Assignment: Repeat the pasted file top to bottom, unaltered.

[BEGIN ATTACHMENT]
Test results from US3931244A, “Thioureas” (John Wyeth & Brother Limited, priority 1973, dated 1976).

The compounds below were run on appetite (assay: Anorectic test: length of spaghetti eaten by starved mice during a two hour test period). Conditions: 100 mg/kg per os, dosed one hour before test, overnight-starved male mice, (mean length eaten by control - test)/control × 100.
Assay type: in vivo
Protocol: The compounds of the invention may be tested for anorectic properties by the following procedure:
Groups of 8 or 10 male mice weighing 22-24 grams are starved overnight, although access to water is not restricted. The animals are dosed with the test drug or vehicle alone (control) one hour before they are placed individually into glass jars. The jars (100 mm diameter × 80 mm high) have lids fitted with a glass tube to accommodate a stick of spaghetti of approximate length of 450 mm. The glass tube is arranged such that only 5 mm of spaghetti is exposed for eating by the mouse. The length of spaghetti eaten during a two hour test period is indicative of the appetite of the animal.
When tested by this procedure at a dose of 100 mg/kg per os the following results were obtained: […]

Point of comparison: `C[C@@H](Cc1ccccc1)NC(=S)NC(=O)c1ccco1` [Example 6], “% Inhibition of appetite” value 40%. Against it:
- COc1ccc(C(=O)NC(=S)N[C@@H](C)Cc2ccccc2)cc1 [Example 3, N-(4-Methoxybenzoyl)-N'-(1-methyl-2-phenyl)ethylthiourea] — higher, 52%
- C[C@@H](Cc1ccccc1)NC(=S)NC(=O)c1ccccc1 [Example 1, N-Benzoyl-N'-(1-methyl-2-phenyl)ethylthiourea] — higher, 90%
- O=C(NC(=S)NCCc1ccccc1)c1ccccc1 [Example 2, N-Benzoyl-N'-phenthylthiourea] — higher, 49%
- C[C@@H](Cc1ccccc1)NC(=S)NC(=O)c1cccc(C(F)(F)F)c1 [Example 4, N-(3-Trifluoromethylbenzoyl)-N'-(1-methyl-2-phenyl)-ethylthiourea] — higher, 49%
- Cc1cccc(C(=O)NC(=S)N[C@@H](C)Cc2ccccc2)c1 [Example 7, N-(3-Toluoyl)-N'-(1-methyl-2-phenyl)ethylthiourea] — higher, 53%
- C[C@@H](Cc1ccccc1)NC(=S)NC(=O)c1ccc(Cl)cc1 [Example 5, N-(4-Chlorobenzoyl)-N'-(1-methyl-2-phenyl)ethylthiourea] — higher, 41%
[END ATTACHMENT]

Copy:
Test results from US3931244A, “Thioureas” (John Wyeth & Brother Limited, priority 1973, dated 1976).

The compounds below were run on appetite (assay: Anorectic test: length of spaghetti eaten by starved mice during a two hour test period). Conditions: 100 mg/kg per os, dosed one hour before test, overnight-starved male mice, (mean length eaten by control - test)/control × 100.
Assay type: in vivo
Protocol: The compounds of the invention may be tested for anorectic properties by the following procedure:
Groups of 8 or 10 male mice weighing 22-24 grams are starved overnight, although access to water is not restricted. The animals are dosed with the test drug or vehicle alone (control) one hour before they are placed individually into glass jars. The jars (100 mm diameter × 80 mm high) have lids fitted with a glass tube to accommodate a stick of spaghetti of approximate length of 450 mm. The glass tube is arranged such that only 5 mm of spaghetti is exposed for eating by the mouse. The length of spaghetti eaten during a two hour test period is indicative of the appetite of the animal.
When tested by this procedure at a dose of 100 mg/kg per os the following results were obtained: […]

Point of comparison: `C[C@@H](Cc1ccccc1)NC(=S)NC(=O)c1ccco1` [Example 6], “% Inhibition of appetite” value 40%. Against it:
- COc1ccc(C(=O)NC(=S)N[C@@H](C)Cc2ccccc2)cc1 [Example 3, N-(4-Methoxybenzoyl)-N'-(1-methyl-2-phenyl)ethylthiourea] — higher, 52%
- C[C@@H](Cc1ccccc1)NC(=S)NC(=O)c1ccccc1 [Example 1, N-Benzoyl-N'-(1-methyl-2-phenyl)ethylthiourea] — higher, 90%
- O=C(NC(=S)NCCc1ccccc1)c1ccccc1 [Example 2, N-Benzoyl-N'-phenthylthiourea] — higher, 49%
- C[C@@H](Cc1ccccc1)NC(=S)NC(=O)c1cccc(C(F)(F)F)c1 [Example 4, N-(3-Trifluoromethylbenzoyl)-N'-(1-methyl-2-phenyl)-ethylthiourea] — higher, 49%
- Cc1cccc(C(=O)NC(=S)N[C@@H](C)Cc2ccccc2)c1 [Example 7, N-(3-Toluoyl)-N'-(1-methyl-2-phenyl)ethylthiourea] — higher, 53%
- C[C@@H](Cc1ccccc1)NC(=S)NC(=O)c1ccc(Cl)cc1 [Example 5, N-(4-Chlorobenzoyl)-N'-(1-methyl-2-phenyl)ethylthiourea] — higher, 41%